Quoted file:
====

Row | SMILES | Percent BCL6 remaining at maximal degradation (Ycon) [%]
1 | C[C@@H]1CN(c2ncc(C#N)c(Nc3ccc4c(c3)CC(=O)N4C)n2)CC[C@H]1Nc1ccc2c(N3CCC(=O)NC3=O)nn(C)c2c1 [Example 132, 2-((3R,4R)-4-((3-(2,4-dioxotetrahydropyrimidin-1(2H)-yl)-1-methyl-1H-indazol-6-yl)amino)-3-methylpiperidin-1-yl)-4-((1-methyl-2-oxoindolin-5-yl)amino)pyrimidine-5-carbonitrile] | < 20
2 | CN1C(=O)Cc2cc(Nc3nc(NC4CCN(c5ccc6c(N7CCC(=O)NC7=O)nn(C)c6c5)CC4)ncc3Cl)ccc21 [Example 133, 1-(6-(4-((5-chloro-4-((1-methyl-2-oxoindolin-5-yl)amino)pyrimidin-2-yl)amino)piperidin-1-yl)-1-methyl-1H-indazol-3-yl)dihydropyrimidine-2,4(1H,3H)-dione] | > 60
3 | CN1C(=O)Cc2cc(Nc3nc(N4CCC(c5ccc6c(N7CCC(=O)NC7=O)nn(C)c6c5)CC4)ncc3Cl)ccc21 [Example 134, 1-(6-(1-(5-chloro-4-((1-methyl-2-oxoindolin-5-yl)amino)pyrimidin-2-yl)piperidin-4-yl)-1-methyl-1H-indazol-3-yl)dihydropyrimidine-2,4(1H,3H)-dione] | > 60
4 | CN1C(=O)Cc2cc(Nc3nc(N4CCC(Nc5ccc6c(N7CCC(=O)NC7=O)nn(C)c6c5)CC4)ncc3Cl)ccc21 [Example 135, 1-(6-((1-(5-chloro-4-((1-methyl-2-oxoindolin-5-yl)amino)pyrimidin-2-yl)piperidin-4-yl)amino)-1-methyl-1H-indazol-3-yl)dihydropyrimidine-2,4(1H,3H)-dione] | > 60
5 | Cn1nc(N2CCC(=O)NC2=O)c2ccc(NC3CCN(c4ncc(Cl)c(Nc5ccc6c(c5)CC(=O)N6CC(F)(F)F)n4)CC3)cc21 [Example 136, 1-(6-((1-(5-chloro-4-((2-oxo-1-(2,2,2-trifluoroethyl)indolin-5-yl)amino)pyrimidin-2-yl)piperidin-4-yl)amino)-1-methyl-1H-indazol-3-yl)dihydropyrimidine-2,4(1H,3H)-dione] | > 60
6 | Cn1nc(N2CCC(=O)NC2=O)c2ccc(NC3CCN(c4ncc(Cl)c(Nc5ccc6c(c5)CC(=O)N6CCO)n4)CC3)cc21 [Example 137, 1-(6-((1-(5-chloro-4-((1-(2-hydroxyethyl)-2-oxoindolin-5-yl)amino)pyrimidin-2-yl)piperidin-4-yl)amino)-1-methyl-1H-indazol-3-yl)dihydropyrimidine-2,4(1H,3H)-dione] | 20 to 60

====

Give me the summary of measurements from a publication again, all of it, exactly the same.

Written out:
Row | SMILES | Percent BCL6 remaining at maximal degradation (Ycon) [%]
1 | C[C@@H]1CN(c2ncc(C#N)c(Nc3ccc4c(c3)CC(=O)N4C)n2)CC[C@H]1Nc1ccc2c(N3CCC(=O)NC3=O)nn(C)c2c1 [Example 132, 2-((3R,4R)-4-((3-(2,4-dioxotetrahydropyrimidin-1(2H)-yl)-1-methyl-1H-indazol-6-yl)amino)-3-methylpiperidin-1-yl)-4-((1-methyl-2-oxoindolin-5-yl)amino)pyrimidine-5-carbonitrile] | < 20
2 | CN1C(=O)Cc2cc(Nc3nc(NC4CCN(c5ccc6c(N7CCC(=O)NC7=O)nn(C)c6c5)CC4)ncc3Cl)ccc21 [Example 133, 1-(6-(4-((5-chloro-4-((1-methyl-2-oxoindolin-5-yl)amino)pyrimidin-2-yl)amino)piperidin-1-yl)-1-methyl-1H-indazol-3-yl)dihydropyrimidine-2,4(1H,3H)-dione] | > 60
3 | CN1C(=O)Cc2cc(Nc3nc(N4CCC(c5ccc6c(N7CCC(=O)NC7=O)nn(C)c6c5)CC4)ncc3Cl)ccc21 [Example 134, 1-(6-(1-(5-chloro-4-((1-methyl-2-oxoindolin-5-yl)amino)pyrimidin-2-yl)piperidin-4-yl)-1-methyl-1H-indazol-3-yl)dihydropyrimidine-2,4(1H,3H)-dione] | > 60
4 | CN1C(=O)Cc2cc(Nc3nc(N4CCC(Nc5ccc6c(N7CCC(=O)NC7=O)nn(C)c6c5)CC4)ncc3Cl)ccc21 [Example 135, 1-(6-((1-(5-chloro-4-((1-methyl-2-oxoindolin-5-yl)amino)pyrimidin-2-yl)piperidin-4-yl)amino)-1-methyl-1H-indazol-3-yl)dihydropyrimidine-2,4(1H,3H)-dione] | > 60
5 | Cn1nc(N2CCC(=O)NC2=O)c2ccc(NC3CCN(c4ncc(Cl)c(Nc5ccc6c(c5)CC(=O)N6CC(F)(F)F)n4)CC3)cc21 [Example 136, 1-(6-((1-(5-chloro-4-((2-oxo-1-(2,2,2-trifluoroethyl)indolin-5-yl)amino)pyrimidin-2-yl)piperidin-4-yl)amino)-1-methyl-1H-indazol-3-yl)dihydropyrimidine-2,4(1H,3H)-dione] | > 60
6 | Cn1nc(N2CCC(=O)NC2=O)c2ccc(NC3CCN(c4ncc(Cl)c(Nc5ccc6c(c5)CC(=O)N6CCO)n4)CC3)cc21 [Example 137, 1-(6-((1-(5-chloro-4-((1-(2-hydroxyethyl)-2-oxoindolin-5-yl)amino)pyrimidin-2-yl)piperidin-4-yl)amino)-1-methyl-1H-indazol-3-yl)dihydropyrimidine-2,4(1H,3H)-dione] | 20 to 60